By this point, I know generally WHERE the story will take place. So, I take a piece of scrap paper, and I draw four dotted lines: one for the start and three for the location of moments later in the book. Then, I start with my main character, and I trace her progress on each line:




The trick to ensuring there is a plot is to make sure that there is a SHAPE between each of the two dots. Usually I’ve got it for the first two dots:



But it usually take some editing before I figure out a full shape for the main character. Because she is the main character, her shape has to always be changing. Every scene should be essential to her growth. Also, she should have some sharp (hard) changes and some soft (easy) changes. Some people refer to this as pace, but I prefer to think of it as rounds and angels.

After some editing, I come up with something like this:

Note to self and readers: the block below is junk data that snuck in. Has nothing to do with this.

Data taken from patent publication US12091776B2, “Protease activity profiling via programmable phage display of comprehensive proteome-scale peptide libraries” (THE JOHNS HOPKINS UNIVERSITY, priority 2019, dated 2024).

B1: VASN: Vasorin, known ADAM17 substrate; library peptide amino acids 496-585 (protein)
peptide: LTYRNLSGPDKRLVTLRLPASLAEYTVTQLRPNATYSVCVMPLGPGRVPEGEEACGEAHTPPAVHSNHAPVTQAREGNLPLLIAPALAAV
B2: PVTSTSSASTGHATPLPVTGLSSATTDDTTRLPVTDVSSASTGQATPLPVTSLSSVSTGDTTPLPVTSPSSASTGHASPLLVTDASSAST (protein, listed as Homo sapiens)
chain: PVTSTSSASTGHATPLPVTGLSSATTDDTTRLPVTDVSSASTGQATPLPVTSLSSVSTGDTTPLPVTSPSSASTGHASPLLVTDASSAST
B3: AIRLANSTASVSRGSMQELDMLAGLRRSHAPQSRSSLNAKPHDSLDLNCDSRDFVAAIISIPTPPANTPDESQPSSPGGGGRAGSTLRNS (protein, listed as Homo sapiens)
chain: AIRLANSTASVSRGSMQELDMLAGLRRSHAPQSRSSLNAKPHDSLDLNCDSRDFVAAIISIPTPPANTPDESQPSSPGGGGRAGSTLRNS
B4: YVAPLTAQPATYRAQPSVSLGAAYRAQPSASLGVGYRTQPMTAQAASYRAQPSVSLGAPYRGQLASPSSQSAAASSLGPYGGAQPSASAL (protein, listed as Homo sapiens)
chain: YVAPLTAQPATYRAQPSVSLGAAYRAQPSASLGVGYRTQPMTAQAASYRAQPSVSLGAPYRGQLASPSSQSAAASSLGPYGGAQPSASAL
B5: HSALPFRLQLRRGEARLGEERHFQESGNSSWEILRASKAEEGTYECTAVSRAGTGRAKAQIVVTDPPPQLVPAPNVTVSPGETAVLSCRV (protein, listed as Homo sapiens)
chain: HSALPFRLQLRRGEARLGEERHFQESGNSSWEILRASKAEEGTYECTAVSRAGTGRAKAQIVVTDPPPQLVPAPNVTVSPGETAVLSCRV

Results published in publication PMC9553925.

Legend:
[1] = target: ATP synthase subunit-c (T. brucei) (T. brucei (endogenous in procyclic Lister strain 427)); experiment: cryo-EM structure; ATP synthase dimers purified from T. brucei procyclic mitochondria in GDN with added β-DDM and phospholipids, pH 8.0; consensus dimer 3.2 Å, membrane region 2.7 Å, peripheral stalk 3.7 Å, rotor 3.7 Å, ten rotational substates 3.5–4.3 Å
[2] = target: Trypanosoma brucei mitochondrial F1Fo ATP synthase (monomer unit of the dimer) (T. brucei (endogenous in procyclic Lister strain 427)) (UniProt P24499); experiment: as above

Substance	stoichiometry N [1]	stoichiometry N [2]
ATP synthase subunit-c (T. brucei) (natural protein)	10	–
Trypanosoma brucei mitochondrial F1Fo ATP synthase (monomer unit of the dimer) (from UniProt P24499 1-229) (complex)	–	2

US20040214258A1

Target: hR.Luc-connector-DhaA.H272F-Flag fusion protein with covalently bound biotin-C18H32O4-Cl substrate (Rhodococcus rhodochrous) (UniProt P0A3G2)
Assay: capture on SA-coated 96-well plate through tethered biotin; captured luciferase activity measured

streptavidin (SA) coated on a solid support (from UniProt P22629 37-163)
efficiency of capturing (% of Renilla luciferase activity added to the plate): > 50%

So, good. Now I know my character has a story, she grows, she’s constantly changing which means she has a plot. But sometimes I get this far and I’m still stuck. Because not every character can follow the same trajectory.

So, I pick a new color, choose a new character, and add her dots:


It’s a good sign that Sadie’s dots are mostly in different places than Colette’s. But, I also have to be sure Sadie has some shape between the dots. Because she’s not the main character, she won’t be in every scene of the book. She might flatline at times, but she still needs to have an arc.


What’s good above is that Sadie’s arc is different than Colette’s which means they both have a shape and those shapes add to the book. What’s bad is that doesn’t help me figure out why I’m stuck.